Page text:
On the other hand, I am full of admiration and respect. She wouldn’t be the young woman I know and love if she didn’t feel compelled to offer her service. As a mother, I don’t want my baby to suffer; as a human being, I can’t imagine anyone better qualified to offer compassion than my highly skilled, deeply kind kid.

In fact, if I were in a heap of trouble of just about any kind, I can’t imagine anyone I would rather see coming over the hill than my son or daughter. Useful, capable, competent, neither is inclined to helplessness or handwringing. When there’s work to be done, they are both pretty much a drama-free zone, looking for what needs doing, rather than proclaiming their unhappiness or discomfort to anyone who’ll listen.

My daughter has a master’s degree in nursing and works as a labor and delivery nurse in a big urban hospital. My son is master carpenter for a professional repertory theater that does challenging, interesting work. Each of them has been smart enough and lucky enough to find mates who are exactly right for them and equally competent, useful and generally nonplussed.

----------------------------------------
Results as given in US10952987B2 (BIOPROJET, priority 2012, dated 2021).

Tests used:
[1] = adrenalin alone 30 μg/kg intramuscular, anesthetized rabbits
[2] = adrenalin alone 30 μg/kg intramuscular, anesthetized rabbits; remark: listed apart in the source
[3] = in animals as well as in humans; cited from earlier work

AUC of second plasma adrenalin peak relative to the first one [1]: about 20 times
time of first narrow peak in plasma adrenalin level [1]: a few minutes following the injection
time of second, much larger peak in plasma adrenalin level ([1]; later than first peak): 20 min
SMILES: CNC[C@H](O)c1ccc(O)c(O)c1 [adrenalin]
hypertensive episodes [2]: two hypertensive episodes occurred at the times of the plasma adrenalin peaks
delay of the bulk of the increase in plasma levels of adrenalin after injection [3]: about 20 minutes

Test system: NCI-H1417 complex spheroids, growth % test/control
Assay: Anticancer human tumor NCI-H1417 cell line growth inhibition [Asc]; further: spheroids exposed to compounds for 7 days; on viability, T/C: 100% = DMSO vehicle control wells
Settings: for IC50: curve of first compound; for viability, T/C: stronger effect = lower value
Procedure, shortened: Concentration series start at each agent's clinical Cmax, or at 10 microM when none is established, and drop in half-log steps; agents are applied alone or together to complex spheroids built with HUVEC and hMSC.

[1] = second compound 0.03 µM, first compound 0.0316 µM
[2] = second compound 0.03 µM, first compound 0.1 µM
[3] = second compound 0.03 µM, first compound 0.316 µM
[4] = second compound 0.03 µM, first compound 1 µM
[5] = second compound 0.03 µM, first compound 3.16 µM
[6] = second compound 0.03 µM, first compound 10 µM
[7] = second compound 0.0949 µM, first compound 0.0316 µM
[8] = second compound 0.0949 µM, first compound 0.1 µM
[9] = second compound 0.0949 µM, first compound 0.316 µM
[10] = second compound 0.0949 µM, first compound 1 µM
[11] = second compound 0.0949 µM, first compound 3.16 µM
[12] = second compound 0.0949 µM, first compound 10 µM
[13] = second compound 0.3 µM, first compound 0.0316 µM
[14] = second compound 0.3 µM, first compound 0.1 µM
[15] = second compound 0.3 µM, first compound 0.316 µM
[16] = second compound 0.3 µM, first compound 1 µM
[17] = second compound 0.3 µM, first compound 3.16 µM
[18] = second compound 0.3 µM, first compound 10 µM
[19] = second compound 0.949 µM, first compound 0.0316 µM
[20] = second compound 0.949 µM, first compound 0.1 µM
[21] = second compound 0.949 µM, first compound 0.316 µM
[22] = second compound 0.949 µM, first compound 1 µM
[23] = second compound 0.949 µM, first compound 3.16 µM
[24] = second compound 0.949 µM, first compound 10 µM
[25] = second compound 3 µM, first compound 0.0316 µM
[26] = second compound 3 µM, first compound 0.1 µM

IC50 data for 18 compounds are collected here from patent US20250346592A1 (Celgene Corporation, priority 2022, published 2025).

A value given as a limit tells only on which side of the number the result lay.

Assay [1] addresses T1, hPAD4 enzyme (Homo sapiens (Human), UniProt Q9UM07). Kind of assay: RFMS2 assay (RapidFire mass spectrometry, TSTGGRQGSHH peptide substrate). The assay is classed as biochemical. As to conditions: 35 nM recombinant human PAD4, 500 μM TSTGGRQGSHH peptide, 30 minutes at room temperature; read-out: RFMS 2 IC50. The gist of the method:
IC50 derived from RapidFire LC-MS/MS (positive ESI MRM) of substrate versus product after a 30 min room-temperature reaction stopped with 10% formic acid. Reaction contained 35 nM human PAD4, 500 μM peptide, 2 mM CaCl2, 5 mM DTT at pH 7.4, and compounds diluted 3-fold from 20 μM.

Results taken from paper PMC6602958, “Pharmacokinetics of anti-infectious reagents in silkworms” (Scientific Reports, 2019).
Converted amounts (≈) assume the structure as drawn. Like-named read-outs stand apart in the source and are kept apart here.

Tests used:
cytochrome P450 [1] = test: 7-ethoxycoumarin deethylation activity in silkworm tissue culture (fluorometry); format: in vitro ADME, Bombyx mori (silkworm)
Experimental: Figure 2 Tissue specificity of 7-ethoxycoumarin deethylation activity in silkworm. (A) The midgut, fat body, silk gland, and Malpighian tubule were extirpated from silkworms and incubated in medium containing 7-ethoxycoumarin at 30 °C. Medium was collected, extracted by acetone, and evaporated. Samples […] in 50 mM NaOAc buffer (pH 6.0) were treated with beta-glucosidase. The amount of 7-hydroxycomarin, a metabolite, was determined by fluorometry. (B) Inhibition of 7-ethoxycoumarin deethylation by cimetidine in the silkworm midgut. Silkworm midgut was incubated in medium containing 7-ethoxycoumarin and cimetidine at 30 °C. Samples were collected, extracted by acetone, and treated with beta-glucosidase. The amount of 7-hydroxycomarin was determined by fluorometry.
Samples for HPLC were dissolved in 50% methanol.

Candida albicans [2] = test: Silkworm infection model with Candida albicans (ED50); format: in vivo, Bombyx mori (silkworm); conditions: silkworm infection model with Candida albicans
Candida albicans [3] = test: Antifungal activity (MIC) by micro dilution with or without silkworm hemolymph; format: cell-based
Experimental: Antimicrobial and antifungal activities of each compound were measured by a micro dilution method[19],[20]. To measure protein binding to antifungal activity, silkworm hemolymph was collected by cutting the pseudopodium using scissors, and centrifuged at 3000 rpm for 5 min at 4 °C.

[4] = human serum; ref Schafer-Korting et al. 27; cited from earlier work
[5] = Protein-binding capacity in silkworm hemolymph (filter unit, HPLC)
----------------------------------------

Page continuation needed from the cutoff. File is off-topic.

I consider my children’s competence to be the greatest possible acknowledgement of my parenting skills. As a single mom, I didn't have the energy to fret much about their self-esteem—although my son did have some dark days in high school that had me praying incessantly for a solution. That solution turned out to be … more competence. He wasn’t having a very successful time of it in regular high school, although he was certainly smart enough to do well academically. But as soon as I relented and let him slip out of the academic track and into the technical track, his outlook began to improve. He learned to weld, to do carpentry and engineering, he started feeling useful and began to see a future for himself.

As a newspaper editor for many years, I had the privilege and sometimes the curse of dealing with a number of interns who were still in school or “baby reporters” just out of college and in their first year on the job. I could tell very quickly whose families and schools had focused on building the young person’s self esteem and which had insisted on competency. The ones who were competent were confident. The ones for whom self-esteem was the prize were an endless eddy of narcissism, complaint and need.